Dear Blog Readers,
Tiffany Parks, my fellow Roman-American blogger Mamma buddy, has just written a marvelous new mystery for 8-12-year-olds about one of my favorite fountains in Rome, the Turtle Fountain in the Jewish Ghetto.
The protagonist is a 13-year-old American girl named Beatrice Archer who moves to Rome from Boston with her historian father and — lucky her – ends up in an apartment in Piazza Mattei, overlooking the Turtle Fountain. Here is Tiffany’s description of what Beatrice sees:
“The splashing of water caught her attention. In the middle of the piazza, a fountain sparkled in the sunlight. Beatrice stared at it, transfixed, drinking in every detail: a pool of turquoise water, massive marble seashells, four laughing boys sculpted in bronze riding miniature dolphins, a basin overflowing above their heads. It was the most perfect fountain she’d ever seen, but the best part were the four bronze turtles that perched on the very top, as if scrambling up to take a drink. They made her think of her pet turtles back in Boston–a bittersweet reminder of the life she’d left behind.”
Much to my pleasure, Tiffany stumbles on the cobblestones early on in the book and smashes her cell phone to pieces. The pieces get shoved in a drawer where they remain for the rest of the story and Beatrice relies on books and some solid investigative skills to hunt down information about the Turtle Fountain, the Piazza Mattei, the legend of the fountain and the history of the Mattei family.
I am not going to give away the story, but it is a fabulous tale with descriptions of real Roman works of art and locations. Beatrice goes from the Portico D’Ottavia, down Via Giulia and on a visit to Palazzo Farnese. Tiffany weaves into the mystery many real artworks and masterpieces that one can see in Rome — “The Loves of the Gods” fresco series in the Annibale Carracci Gallery at the Palazzo Farnese, “The Outcast” or “Derelicta” by Botticelli in the Rospigliosi Collection, the Cameo of Hercules in the Santarelli Collection in the Capitoline Museums, “The Bean Eater” by Annibale Carracci at the Colonna Gallery, the Bronze Etruscan hand mirror at the American Academy and the Putti Candelabra by Raphael at the Saint-Luc Academy, thus creating a potential artistic treasure hunt for young readers visiting to Rome.
Tiffany told me she got the idea for the book back in 2009 when she was at a book shop in Rome looking at all the memoirs of expats living in Italy. She realized the market was saturated and there might not be room for another. Then it dawned on her, no one has done a book in Italy from the point of view of an expat child. So Tiffany came up with 13-year-old Beatrice a name she says she loves in English, but even more so the way it is pronounced in Italian. As her Italian teacher explains to Beatrice early on in the book, in Italian the name is pronounced “Bay-ah-tree-chay.”
(I liked this little detail since I have a “tree” in the middle of my name in Italy. I have spent my past 25 years here being called “Tree-shah”)
Not only is Beatrice smart enough to solve a mystery while leaving her cell phone in a drawer at home, but she also is courageous. At one point she closes herself in a dumbwaiter in an historic roman Palazzo in her attempt to find a secret room buried below ground near an ancient Roman theater.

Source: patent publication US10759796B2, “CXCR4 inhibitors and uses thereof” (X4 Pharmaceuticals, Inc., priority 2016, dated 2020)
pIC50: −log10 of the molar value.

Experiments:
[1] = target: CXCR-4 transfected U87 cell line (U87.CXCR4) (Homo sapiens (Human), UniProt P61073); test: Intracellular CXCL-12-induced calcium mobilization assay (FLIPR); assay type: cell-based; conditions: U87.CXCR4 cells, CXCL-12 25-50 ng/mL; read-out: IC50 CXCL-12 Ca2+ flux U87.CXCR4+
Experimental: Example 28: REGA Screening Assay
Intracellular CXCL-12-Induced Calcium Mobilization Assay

“She hadn’t stopped to think about these possibilities before recklessly hopping inside. But in the tiny black space, she couldn’t help visualizing what would happen if she got trapped. The slow, agonizing death from suffocation, her father’s panic when he returned home to find his only daughter missing, her contorted skeleton found decades later…
“Her descent slowed and, as if her worst nightmare were coming true, the wooden box came to a lethargic stop. She couldn’t catch her breath. Her head, by now nearly resting on her knee, was spinning. Blackness gave way to orange splotches. Her hands frantically pressed against the walls of the dumbwaiter. She wanted to scream but couldn’t find her voice.”
Tiffany has worked as a tour guide in Rome for years, a job through which she could take advantage of her passion and incredible knowledge of art in the Eternal City. She says it was as a tour guide that she first learned of the legend of the Turtle Fountain that became the basis for her story.
Tiffany told me she likes writing books for the 8-12 age group because “that age is a magical moment where children still have a certain innocence and open minds.”
Her next young adult book project involves one of her favorite artists, Caravaggio. The story takes place in Rome in 1599 and she has two protagonists, the niece of Caravaggio’s Patron, and a boy living as an orphan in Rome who becomes a model for the rebellious painter.
Tiffany introduced a new concept to me explaining that she is a “pantser” rather than a “plotter” – someone who writes books “by the seat of her pants” rather than planning and plotting the story. She said she wrote about 13 drafts of the book before she had her final version. The last revisions were done in Rome in the steaming summer heat in July 2015 when she was in the final month of her pregnancy. She sat down every day at a table with a piece of paper with the number of words she had to cut that day. Her mother-in-law brought her tubs of ice water to soak her swollen feet in as she trimmed off words. She finished on August 4th and her son Aurelio was born on August 7th. “He was my good luck charm,” she says.
“Midnight in the Piazza” was published by Harper Collins and came out on March 6th.
Trisha is a TV journalist working for AP TV News in Rome. She is married to an Italian and is a Mamma of three.